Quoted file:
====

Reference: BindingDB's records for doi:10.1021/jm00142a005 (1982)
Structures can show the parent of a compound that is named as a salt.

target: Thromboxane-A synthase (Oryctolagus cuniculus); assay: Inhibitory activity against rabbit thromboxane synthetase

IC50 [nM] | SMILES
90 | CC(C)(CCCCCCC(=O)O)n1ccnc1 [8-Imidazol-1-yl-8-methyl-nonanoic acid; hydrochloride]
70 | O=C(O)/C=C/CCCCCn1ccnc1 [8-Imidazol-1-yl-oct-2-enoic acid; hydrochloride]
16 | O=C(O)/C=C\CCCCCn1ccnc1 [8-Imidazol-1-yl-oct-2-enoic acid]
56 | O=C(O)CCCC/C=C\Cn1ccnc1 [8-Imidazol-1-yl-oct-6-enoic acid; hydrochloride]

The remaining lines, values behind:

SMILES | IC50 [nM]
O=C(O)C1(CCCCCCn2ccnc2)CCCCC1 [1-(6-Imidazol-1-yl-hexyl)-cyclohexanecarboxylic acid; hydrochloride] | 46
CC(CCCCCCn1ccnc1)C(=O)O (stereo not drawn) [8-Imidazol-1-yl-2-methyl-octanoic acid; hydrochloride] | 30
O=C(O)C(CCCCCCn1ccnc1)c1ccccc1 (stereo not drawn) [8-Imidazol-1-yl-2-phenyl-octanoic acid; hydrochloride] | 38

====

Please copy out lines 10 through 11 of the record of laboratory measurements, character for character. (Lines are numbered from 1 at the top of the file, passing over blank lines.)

SMILES | IC50 [nM]
O=C(O)C1(CCCCCCn2ccnc2)CCCCC1 [1-(6-Imidazol-1-yl-hexyl)-cyclohexanecarboxylic acid; hydrochloride] | 46